How to upload files to S3 using a Presigned Upload URL

Learn how to upload files directly to S3 from a front-end client to avoid API Gateway time-out issues.

How to upload files to S3 using a Presigned Upload URL
Photo by Maksym Kaharlytskyi / Unsplash

Build a API using AWS API Gateway and you'll be disappointed to find out that it's not possible to send requests containing large bodies because the endpoint will timeout before the request completes.

Files such as images, large documents, and videos become impossible to upload simply by POSTing directly to your back-end API.

Instead, you have to upload them from the client, bypassing API Gateway. But you can't simply allow clients to upload files whenever they want because then, malicious users will upload bogus files that will cause your AWS charges to accumulate.

In this post, I'll show you how to solve this problem by using a feature called Presigned POST.

Uploading Directly

Users can select files if you use the HTML input element with the type attribute set to file.

<form onSubmit={handleSubmit}>
  <input type="file" name="profilePicture" />
  <button type="submit">Upload</button>

In your handleSubmit function, you'll serialize the FormData object and POST it somewhere.

async function handleSubmit(e) {
  const formData = new FormData();
  await fetch("", {
    method: "POST"

Presigned Post Endpoint

First, you'll create an endpoint that accepts a GET request.

If you're using AWS Lambda, your handler will look something like:

import boto3
import json

def lambda_handler(event, context):
    file_key = event["queryStringParameters"]['file-key']
    client = boto3.client('s3')
    presigned_post = s3.generate_presigned_post(Bucket='my-bucket', Key=file_key, ExpiresIn=900)

    return {
        "statusCode": 200,
        "body": json.dumps(presigned_post),

On line 4, I'm getting the file key, which is typically the file's name and prefix that you want to store on S3, from the query string.

Of course, in real world usage, you'll also perform validations on the file key to ensure that users aren't able to mess your bucket up.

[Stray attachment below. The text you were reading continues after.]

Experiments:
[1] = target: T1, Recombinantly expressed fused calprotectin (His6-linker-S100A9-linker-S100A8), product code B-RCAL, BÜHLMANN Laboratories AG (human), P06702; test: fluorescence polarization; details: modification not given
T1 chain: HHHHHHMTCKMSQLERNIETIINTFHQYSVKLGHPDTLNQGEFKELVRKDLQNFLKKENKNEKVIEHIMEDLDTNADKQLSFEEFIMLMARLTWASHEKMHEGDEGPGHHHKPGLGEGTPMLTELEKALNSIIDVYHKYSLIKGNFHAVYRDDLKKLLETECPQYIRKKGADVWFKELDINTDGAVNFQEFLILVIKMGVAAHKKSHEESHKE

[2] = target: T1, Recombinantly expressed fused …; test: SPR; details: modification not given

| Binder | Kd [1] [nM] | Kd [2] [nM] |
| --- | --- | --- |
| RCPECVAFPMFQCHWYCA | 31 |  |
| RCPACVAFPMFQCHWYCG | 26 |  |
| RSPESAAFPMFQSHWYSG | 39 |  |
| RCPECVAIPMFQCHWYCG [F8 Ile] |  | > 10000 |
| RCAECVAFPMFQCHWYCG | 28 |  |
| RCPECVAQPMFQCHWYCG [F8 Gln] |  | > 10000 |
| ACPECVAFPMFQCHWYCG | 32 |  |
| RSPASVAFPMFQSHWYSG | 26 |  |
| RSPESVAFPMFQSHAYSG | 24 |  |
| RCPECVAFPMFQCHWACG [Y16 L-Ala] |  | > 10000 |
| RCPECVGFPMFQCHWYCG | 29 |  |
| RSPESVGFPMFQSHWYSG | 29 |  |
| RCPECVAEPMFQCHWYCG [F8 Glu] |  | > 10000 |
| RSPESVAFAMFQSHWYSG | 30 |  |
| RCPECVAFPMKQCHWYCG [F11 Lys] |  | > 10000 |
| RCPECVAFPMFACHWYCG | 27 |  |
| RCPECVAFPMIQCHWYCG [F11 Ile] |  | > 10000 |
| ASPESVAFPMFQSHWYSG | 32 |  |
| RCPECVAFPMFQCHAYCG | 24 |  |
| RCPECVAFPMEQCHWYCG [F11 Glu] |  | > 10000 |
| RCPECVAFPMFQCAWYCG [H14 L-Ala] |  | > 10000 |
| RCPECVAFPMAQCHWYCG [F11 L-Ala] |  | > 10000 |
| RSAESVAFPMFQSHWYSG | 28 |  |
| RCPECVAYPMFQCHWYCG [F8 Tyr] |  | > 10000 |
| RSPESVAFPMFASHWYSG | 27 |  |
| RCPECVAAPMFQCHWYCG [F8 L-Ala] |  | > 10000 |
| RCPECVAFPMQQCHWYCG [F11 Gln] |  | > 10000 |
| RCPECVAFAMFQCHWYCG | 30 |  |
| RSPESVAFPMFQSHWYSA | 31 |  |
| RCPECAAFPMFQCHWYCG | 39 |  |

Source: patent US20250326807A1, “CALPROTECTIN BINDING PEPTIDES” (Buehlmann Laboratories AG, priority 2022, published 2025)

Note: To get query strings, you'll need to enable Lambda Proxy integration for your resource.

Then, I'm generating the presigned post using this file key, with an expiration date that's 900 seconds in the future.

The result of the generate_presigned_post will be a dictionary in the form {url: string, fields: dict}

You're simply going to send this information to the client.

Using The Presigned Post

Before uploading the file, you'll issue a GET to the previous endpoint to retrieve the presigned post information.

async function getPresignedPost(fileKey) {
  const response = await fetch(`${fileKey}`);
  const presignedPost = await response.json();
  return presignedPost;

async function handleSubmit(e) {
  const theFile =[0];
  const fileKey = `user-uploads/${}`

  const {url: uploadUrl, fields: presignedFields} = await getPresignedPost(fileKey);
  const formData = new FormData();
  Object.entries(presignedFields).forEach(([k, v]) => {
    formData.append(k, v);
  formData.append('file', theFile);
  await fetch(uploadUrl, {
    method: "POST",
    body: formData

The fields object contains some metadata that you'll need to submit along with the file you're uploading itself. So, you simply append them to the FormData payload.

After that, you append the actual file to the payload as well.

Once you POST this information to the URL that AWS provided you with, your file should appear in the target S3 bucket under the file key that you chose.


As you saw, there are only 3 steps to take in order to securely upload files directly yo S3 from your front-end client:

  1. Create an endpoint to generate the presigned post data.
  2. Retrieve the presigned post data from the server before uploading a file.
  3. POST your file along with all the metadata from AWS to the URL that AWS provided you with.

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